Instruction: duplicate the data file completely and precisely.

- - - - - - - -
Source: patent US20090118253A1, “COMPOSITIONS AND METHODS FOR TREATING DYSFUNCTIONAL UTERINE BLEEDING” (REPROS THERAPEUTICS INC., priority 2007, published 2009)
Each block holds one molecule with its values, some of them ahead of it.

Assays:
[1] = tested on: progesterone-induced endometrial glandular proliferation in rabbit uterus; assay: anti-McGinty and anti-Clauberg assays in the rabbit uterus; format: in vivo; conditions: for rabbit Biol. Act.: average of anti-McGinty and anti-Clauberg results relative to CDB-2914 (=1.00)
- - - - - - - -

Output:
Source: patent US20090118253A1, “COMPOSITIONS AND METHODS FOR TREATING DYSFUNCTIONAL UTERINE BLEEDING” (REPROS THERAPEUTICS INC., priority 2007, published 2009)
Each block holds one molecule with its values, some of them ahead of it.

Assays:
[1] = tested on: progesterone-induced endometrial glandular proliferation in rabbit uterus; assay: anti-McGinty and anti-Clauberg assays in the rabbit uterus; format: in vivo; conditions: for rabbit Biol. Act.: average of anti-McGinty and anti-Clauberg results relative to CDB-2914 (=1.00)